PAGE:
CARETAKER boss Ceri Jones wants the top job at the Dragons on a permanent basis – and sees the next nine games as an audition.

The former Wales prop was appointed as interim head coach when the Rodney Parade region sacked Bernard Jackman at the start of December.

Jones' efforts have earned an extended stay in the hotseat after chairman David Buttress opted to leave him in charge until at least the end of the season.

The 41-year-old is now in charge of negotiations with players that are in the final year of their contracts and recruitment for next season – and wants to be Jackman's permanent successor.

"I will put my hat in the ring," said Jones. "It's something that I didn't see coming and I was quite happy to just do the forwards coach role.

"I have another year on my contract for that, so regardless of what happens I see my future within the region.

"I suppose that having the job until the end of the season it puts me a little bit more in control of my own destiny.

"It helps me shape the group and the future of the Dragons, so that's something that is key to me at the moment.

"I am from this place, it's my region. It's where I was born, it's where I was brought up, my father played for Newport, I played for Newport, I coached Ebbw Vale, it's where my family are all from. I want this region to succeed.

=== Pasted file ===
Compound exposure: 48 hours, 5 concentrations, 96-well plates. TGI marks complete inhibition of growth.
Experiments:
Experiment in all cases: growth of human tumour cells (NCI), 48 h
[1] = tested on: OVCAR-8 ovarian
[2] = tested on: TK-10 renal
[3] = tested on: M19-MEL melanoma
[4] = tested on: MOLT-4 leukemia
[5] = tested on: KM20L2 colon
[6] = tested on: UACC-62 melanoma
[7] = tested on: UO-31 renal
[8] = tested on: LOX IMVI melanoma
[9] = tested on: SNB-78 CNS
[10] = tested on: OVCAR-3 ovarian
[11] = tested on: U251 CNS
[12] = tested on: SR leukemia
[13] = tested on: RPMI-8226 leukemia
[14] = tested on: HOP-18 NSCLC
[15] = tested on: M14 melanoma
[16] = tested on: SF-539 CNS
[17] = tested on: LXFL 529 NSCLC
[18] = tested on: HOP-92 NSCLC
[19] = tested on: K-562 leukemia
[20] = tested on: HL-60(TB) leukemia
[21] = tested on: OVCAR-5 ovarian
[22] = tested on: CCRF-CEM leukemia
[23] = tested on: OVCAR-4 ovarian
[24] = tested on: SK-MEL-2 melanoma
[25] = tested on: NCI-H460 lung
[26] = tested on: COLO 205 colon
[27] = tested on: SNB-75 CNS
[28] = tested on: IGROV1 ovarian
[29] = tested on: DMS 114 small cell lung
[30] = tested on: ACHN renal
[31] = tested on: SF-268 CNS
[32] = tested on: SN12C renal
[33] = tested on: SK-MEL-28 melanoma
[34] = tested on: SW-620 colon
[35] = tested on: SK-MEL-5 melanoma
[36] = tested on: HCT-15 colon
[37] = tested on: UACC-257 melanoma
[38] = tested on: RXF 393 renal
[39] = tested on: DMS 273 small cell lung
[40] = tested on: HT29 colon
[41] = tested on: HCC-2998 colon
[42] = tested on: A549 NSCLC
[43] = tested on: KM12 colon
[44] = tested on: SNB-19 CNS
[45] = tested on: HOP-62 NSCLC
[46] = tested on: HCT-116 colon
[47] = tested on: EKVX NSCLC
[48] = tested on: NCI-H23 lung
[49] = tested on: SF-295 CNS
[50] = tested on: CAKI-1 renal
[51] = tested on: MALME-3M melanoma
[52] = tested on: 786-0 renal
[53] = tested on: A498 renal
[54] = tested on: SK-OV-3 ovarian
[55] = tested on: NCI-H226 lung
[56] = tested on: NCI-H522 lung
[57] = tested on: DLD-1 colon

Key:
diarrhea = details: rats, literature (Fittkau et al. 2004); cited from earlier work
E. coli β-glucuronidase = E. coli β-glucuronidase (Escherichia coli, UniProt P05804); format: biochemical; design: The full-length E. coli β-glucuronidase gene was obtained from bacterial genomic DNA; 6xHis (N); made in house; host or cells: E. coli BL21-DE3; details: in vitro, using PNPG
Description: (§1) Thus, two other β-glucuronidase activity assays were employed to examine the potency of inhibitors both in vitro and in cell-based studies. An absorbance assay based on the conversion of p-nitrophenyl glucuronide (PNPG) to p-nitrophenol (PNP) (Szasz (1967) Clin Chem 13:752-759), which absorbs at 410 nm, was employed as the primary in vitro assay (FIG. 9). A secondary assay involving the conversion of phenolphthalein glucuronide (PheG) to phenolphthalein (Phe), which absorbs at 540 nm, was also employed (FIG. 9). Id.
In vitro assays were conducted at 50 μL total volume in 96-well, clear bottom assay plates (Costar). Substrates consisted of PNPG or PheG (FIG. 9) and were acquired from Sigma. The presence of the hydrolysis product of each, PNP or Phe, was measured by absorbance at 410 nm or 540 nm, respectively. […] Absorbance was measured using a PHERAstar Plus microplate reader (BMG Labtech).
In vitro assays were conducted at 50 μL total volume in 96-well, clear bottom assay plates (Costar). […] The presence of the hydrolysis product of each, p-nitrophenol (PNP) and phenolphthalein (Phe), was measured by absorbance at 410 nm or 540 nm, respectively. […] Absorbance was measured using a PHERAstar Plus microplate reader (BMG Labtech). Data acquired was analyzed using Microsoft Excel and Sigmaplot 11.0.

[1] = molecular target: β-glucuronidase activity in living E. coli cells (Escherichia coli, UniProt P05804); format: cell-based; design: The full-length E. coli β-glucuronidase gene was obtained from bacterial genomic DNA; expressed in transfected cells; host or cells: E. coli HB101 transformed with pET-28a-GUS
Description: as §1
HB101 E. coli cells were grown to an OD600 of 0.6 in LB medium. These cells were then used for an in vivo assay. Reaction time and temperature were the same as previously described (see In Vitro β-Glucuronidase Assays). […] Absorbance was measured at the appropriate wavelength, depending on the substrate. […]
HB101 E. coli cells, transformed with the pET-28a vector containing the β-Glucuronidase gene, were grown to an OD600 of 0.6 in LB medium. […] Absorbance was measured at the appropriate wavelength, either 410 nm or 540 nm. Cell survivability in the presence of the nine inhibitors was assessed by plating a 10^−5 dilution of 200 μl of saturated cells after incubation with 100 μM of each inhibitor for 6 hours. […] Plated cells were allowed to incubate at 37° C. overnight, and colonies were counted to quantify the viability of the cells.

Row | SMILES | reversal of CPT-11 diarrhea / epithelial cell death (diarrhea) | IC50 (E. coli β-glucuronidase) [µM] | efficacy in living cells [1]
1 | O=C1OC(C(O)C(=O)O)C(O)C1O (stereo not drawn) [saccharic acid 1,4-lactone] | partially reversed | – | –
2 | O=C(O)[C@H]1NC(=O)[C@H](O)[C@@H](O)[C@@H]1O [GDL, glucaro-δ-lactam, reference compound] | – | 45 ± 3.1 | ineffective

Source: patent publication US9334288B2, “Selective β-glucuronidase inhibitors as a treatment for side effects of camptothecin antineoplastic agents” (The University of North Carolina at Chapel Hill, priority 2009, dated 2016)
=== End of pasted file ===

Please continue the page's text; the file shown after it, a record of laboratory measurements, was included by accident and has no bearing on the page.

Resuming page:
"There are only four Welsh regions, so to be given the opportunity to be a head coach of one is something that as a Welshman you can't turn down. Well, I certainly couldn't."

Jones led the Dragons to a first league derby win for four years when the Ospreys were downed in December and knows a strong finish to the PRO14 would do his chances of landing the top job the power of good.

"I am delighted to be given the opportunity until the end of the season. Hopefully we can keep the momentum that we have got from this run of games," said Jones ahead of tomorrow's home European Challenge Cup clash with Clermont Auvergne.

"We haven't had all the wins but there have been some good performances, we aim to build from them and keep it going.

"All I can do is the best possible job that I can on the field between now and the end of the season and try to put my best foot forward.

"I still see myself staying within the region even if I didn't get the job. As I have said from the moment this was given to me, my focus is and always has been about doing the best for the region, whether as forwards coach or if the board deem it to be as head coach."

Jones is also profiting from pearls of wisdom from the Welsh Rugby Union through mentor Kevin Bowring and head of rugby performance Geraint John.

"Kevin has been a huge help to me," said Jones. "He took me through my level four coaching, which I did through the RFU when he was the overall coaching mentor within that.

"I still have a lot of contact with Kevin, he has been in this week and that's something that will continue. I hold him in very high esteem and he is great help.

"I have got plenty of contacts and it is really helpful, also Geraint John is very useful and there is help there from the Union."